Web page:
Two of the big brands in action at Silverstone, Ferrari and Red Bull.
The Three-Dimensional view of Power as described by Lukes and articulated by Lorenzi (2006) as ”The power to prevent the formation of grievances by shaping perceptions, cognitions, and preferences in such a way as to ensure the acceptance of a certain role in the existing order.’ most appropriately describes the process acted out over the last 8 years between F1 and the BRDC. The BRDC have demonstrated their disagreement with F1 by not fulfilling the demands set out fully but accepted their offer of contract extensions as the only way forward. F1 on their part remain unrepentant. The conflict for BRDC is that they have an almost break even race economy of huge proportions (Much greater than their net worth) and rely heavily year on year to host the race and to do that have to pay the huge fees demanded by F1. They are in an almost unbreakable financial cycle and this combined with their deep seated ‘need’ to keep BRDC and ownership of Silverstone at the same time as hosting the British GP leaves them utterly exposed. They are selling the family silver just to remain in existence. Most certainly there is not a ‘willing compliance to domination‘ as described by Plaw (2007), but rather an acceptance that there was no alternative.
In this case it is clear that the greater economic strengths are more bound together and attracted to one another. Eccleston’ s apparent power domination over BRDC has everything to do with his experience and dominance in the Sport, his financial muscle and his own social capital built up over 40 years as a major player. This dominance is given additional dimension because of his relationship with the media whom he has under contract to his organisation. He is totally dominant.The social capital at the decision making level seems to be more one dimensional. It does not seem to seek to help the British GP and Silverstone ( a weak partner) with investment for example, but only seeks to harden its stance over the annual fee due of £16 million with little leeway other than allowing a little credit. As the race teams or manufacturers are insistent through their own contracts with F1 that they do not want to see any more events on the calendar they are helping to channel F1 away from circuits like Silverstone. One reason is simply that F1 has its own huge banking debts and needs to drive increased income streams every year.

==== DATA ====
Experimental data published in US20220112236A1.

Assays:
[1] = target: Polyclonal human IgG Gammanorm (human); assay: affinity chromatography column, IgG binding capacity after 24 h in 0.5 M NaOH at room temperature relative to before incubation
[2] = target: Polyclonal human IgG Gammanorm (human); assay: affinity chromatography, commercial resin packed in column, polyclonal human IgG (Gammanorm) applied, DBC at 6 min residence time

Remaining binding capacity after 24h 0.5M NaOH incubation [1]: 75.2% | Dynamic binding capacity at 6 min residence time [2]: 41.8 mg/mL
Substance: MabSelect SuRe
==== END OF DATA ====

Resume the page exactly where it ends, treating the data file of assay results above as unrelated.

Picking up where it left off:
Lukes writing as articulated by Plaw (2007) if ‘the victims’ real interests are complex and conflicting, it will be unclear when those interests are manipulated or altered to their disadvantage by third parties’. It is true that much of the subject matter is discussed behind closed doors and not in the public domain. However the major points of the interactions are known and it should be reasonable to assume that indeed the domination by F1 over the British GP and BRDC is necessary for F1 to continue to be sustainable and that there will sometimes be victims. How the victim responds will ultimately decide their own outcome.
There is no doubt that the reason a sea fisherman’s son rose to become one of the most influential individuals in the world of sporting events amassing a fortune of $4.5 billion dollars along the way was his ability to understand power and how to use it to his best advantage. His level of power enables him to take on national governments (Germany) on alleged financial irregularities over race hosting and be able to drive a deal which cost him $100 million to settle and keep out of court. Money talks, Eccleston has a net worth of $4.2 billion and BRDC, owners of Silverstone are valued at around $34 million.
Power in F1 is complex and varied and depending on your perspective will prove to be effective (F1) or ineffective (BRDC). As Lukes (2005) described, it is ‘essentially contested’.
Rationalisation and McDonaldization
The aim of the second part of this post is to illustrate the role that Rationalisation plays in the multi-million pound Sport of Formula 1 and its relationship to the British GP. Society consumes products using their senses and in motor racing all senses are utilised in the process.
http://www.cpp.Edu’s guide illustrates how Max Weber (1864-1920) described Rationalisation as the ‘process of replacing traditional and emotional thought with reason and efficiency’. With this came a division of labour, rules and regulations, impersonality and a concern for technical competence all imposing structure. Ritzer (1993) took this theory and developed the McDonaldization idea and described it as ‘the process by which the principles of the fast food restaurant are coming to dominate more and more sectors’ of society, a metaphor for over rationalisation of society. The theory is delivered within four dominant themes:-
- Predictability; structured environment, event delivered per knowledge.
- Calculability; product delivered in similar manner in other countries.